A handful of Halifax regional councillors are complaining about over-regulation and micro-managing by city hall.

During a debate on Tuesday on whether to start regulating the brightness of lights at gas stations, some councillors said the city is overextending its reach.

“I’m starting to feel as though every time we come in here, there’s a new target,” Eastern Shore Coun. Steve Streatch said.

He mentioned recent council issues such as the ability to crush rocks on streets, a proposed ban on throwing out furniture and the ever-present cat regulations.

“Today, we’re saying if you want to have a light on your street, you have to ask everybody on the street whether you can have it. I think we’re going too far,” Streatch said.

He feels the city is starting to micro-manage lives and that’s “distasteful.”

Portland-East Woodlawn Coun. Bill Karsten said someone in his district bought a condo, but thinks his neighbour’s air conditioner is too loud.

“My heart bleeds for him, but there’s nothing we have in our regulations that would cover that. Are we then to have regulations for that as well?” Karsten asked.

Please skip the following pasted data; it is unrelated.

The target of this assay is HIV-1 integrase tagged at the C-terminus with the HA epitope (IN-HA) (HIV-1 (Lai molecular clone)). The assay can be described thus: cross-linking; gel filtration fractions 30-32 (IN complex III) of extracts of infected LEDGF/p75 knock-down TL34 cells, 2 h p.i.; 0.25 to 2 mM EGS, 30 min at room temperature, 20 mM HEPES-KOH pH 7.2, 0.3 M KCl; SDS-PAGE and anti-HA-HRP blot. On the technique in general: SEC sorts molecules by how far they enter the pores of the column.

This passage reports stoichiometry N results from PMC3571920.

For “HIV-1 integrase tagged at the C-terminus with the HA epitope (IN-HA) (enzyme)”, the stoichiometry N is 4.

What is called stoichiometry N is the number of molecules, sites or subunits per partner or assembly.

East Dartmouth-The Lakes Coun. Andrew Younger wondered if the city is “regulating them to death.”

Deputy Mayor Sue Uteck called the lights issue “another bylaw that we’re not going to enforce,” and said that it is “a colossal waste of staff time, initiative and dollars.”

In an interview yesterday, Mayor Peter Kelly said there is a fine line in deciding what council should take on.

“It may appear sometimes that we’re straddling the line, but I think we need to step back and look at where the public expects us to go to ensure that we don’t over-react, don’t over-regulate and don’t over- control, but address the issues on the basis of need,” Kelly said.

Charles Cirtwill, acting president of the Atlantic Institute of Market Studies, said there is no question that HRM and this council is “regulation-happy.”

Not enough thought is given to enforcement, cost or whether the regulation is even needed, he said.

“They love to talk about limiting what goes on this city, controlling it, making new rules,” Cirtwill said.

Despite the concerns of over-regulation, the lights issue was still narrowly supported and will come back for more debate in the future.